Verse > Anthologies > T. H. Ward, ed. > The English Poets > Vol. II. Ben Jonson to Dryden
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Thomas Humphry Ward, ed.  The English Poets.  1880–1918.
Vol. II. The Seventeenth Century: Ben Jonson to Dryden
 
Epode (from The Forest)
By Ben Jonson (1572–1637)
 
NOT 1 to know vice at all, and keep true state,
    Is virtue and not Fate;
Next to that virtue, is to know vice well,
    And her black spite expel.
Which to effect (since no breast is so sure        5
    Or safe, but she ’ll procure
Some way of entrance) we must plant a guard
    Of thoughts to watch and ward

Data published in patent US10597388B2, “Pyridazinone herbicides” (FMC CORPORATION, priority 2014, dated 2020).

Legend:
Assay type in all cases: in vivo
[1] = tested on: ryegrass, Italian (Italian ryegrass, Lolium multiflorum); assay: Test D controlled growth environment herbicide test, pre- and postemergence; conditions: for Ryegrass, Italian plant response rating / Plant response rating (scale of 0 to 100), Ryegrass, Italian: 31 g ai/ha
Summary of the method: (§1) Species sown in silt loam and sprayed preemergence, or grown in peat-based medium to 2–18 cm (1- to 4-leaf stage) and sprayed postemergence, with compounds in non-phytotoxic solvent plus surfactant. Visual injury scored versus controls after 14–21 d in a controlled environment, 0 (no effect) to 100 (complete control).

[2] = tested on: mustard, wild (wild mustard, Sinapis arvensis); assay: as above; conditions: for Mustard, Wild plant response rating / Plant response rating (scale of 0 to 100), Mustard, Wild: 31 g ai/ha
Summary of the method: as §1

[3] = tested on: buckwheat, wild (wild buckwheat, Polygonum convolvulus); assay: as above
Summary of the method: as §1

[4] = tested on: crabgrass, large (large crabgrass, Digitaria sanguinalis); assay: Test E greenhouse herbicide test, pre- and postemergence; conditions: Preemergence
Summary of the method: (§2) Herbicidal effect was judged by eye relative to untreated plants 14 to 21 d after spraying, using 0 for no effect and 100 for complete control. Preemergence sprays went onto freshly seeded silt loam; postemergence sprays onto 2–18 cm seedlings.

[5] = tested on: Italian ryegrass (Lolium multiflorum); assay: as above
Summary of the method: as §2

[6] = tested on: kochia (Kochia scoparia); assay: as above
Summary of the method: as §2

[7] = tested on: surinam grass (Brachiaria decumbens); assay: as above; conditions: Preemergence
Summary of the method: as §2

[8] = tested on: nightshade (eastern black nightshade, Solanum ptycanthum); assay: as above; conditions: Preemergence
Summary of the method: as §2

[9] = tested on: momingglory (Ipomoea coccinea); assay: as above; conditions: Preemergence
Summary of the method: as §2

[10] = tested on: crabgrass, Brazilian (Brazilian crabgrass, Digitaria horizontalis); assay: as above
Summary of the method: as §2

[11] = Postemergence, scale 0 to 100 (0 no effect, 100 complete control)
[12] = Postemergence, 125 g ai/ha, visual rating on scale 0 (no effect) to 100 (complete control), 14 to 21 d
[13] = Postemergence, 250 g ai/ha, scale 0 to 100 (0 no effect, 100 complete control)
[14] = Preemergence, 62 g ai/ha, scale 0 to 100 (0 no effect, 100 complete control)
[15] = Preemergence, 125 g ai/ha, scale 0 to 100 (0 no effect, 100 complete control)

At the eye and ear, the ports unto the mind,
    That no strange or unkind        10
Object arrive there, but the heart, our spy
    Give knowledge instantly
To wakeful reason, our affections’ king:
    Who, in th’ examining,
Will quickly taste the treason, and commit        15
    Close the close cause of it.
’Tis the securest policy we have
    To make our sense our slave.
But this true course is not embraced by many—
    By many? scarce by any.        20
For either our affections do rebel,
    Or else the sentinel,
That should ring larum to the heart, doth sleep;
    Or some great thought doth keep
Back the intelligence, and falsely swears        25
    They are base and idle fears
Whereof the loyal conscience so complains.
    Thus, by these subtle trains
Do several passions invade the mind,
    And strike our reason blind.        30
 
Note 1. The following is only the earlier (general) part of this fine Epode, ‘sung to deep ears.’ [back]
 
 
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